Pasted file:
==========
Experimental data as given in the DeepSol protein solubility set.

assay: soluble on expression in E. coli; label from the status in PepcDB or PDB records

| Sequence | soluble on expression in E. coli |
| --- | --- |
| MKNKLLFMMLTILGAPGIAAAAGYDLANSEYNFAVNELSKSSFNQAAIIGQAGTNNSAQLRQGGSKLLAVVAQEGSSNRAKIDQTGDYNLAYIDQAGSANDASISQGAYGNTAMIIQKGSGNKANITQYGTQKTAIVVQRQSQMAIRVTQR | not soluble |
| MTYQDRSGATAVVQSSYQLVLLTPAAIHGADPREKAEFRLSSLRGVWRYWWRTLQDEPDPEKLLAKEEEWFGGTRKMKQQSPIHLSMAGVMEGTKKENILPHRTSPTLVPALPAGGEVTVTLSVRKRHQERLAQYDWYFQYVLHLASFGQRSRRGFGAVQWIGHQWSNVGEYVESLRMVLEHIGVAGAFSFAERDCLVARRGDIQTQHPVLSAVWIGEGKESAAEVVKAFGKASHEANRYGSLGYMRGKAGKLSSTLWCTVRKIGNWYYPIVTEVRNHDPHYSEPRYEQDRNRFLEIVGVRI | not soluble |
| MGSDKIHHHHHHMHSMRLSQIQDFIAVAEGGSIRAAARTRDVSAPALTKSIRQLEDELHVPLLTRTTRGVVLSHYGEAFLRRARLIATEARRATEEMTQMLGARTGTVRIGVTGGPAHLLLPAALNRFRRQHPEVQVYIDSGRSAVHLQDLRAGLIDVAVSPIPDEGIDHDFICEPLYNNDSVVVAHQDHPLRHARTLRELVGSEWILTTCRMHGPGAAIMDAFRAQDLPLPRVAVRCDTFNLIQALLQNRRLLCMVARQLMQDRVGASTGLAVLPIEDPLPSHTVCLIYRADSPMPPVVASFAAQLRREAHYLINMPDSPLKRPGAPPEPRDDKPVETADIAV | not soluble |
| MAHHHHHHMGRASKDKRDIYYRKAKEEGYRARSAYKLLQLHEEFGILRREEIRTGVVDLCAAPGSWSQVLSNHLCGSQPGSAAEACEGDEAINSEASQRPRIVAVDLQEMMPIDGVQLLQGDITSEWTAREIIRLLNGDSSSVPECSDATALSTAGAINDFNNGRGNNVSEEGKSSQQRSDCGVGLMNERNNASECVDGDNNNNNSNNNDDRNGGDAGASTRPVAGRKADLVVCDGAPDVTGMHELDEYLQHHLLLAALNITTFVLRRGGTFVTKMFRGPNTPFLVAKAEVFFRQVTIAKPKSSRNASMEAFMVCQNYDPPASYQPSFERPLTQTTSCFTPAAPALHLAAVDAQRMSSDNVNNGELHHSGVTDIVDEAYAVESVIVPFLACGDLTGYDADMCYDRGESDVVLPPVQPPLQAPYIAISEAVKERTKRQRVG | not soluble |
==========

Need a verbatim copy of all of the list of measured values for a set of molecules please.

Experimental data as given in the DeepSol protein solubility set.

assay: soluble on expression in E. coli; label from the status in PepcDB or PDB records

| Sequence | soluble on expression in E. coli |
| --- | --- |
| MKNKLLFMMLTILGAPGIAAAAGYDLANSEYNFAVNELSKSSFNQAAIIGQAGTNNSAQLRQGGSKLLAVVAQEGSSNRAKIDQTGDYNLAYIDQAGSANDASISQGAYGNTAMIIQKGSGNKANITQYGTQKTAIVVQRQSQMAIRVTQR | not soluble |
| MTYQDRSGATAVVQSSYQLVLLTPAAIHGADPREKAEFRLSSLRGVWRYWWRTLQDEPDPEKLLAKEEEWFGGTRKMKQQSPIHLSMAGVMEGTKKENILPHRTSPTLVPALPAGGEVTVTLSVRKRHQERLAQYDWYFQYVLHLASFGQRSRRGFGAVQWIGHQWSNVGEYVESLRMVLEHIGVAGAFSFAERDCLVARRGDIQTQHPVLSAVWIGEGKESAAEVVKAFGKASHEANRYGSLGYMRGKAGKLSSTLWCTVRKIGNWYYPIVTEVRNHDPHYSEPRYEQDRNRFLEIVGVRI | not soluble |
| MGSDKIHHHHHHMHSMRLSQIQDFIAVAEGGSIRAAARTRDVSAPALTKSIRQLEDELHVPLLTRTTRGVVLSHYGEAFLRRARLIATEARRATEEMTQMLGARTGTVRIGVTGGPAHLLLPAALNRFRRQHPEVQVYIDSGRSAVHLQDLRAGLIDVAVSPIPDEGIDHDFICEPLYNNDSVVVAHQDHPLRHARTLRELVGSEWILTTCRMHGPGAAIMDAFRAQDLPLPRVAVRCDTFNLIQALLQNRRLLCMVARQLMQDRVGASTGLAVLPIEDPLPSHTVCLIYRADSPMPPVVASFAAQLRREAHYLINMPDSPLKRPGAPPEPRDDKPVETADIAV | not soluble |
| MAHHHHHHMGRASKDKRDIYYRKAKEEGYRARSAYKLLQLHEEFGILRREEIRTGVVDLCAAPGSWSQVLSNHLCGSQPGSAAEACEGDEAINSEASQRPRIVAVDLQEMMPIDGVQLLQGDITSEWTAREIIRLLNGDSSSVPECSDATALSTAGAINDFNNGRGNNVSEEGKSSQQRSDCGVGLMNERNNASECVDGDNNNNNSNNNDDRNGGDAGASTRPVAGRKADLVVCDGAPDVTGMHELDEYLQHHLLLAALNITTFVLRRGGTFVTKMFRGPNTPFLVAKAEVFFRQVTIAKPKSSRNASMEAFMVCQNYDPPASYQPSFERPLTQTTSCFTPAAPALHLAAVDAQRMSSDNVNNGELHHSGVTDIVDEAYAVESVIVPFLACGDLTGYDADMCYDRGESDVVLPPVQPPLQAPYIAISEAVKERTKRQRVG | not soluble |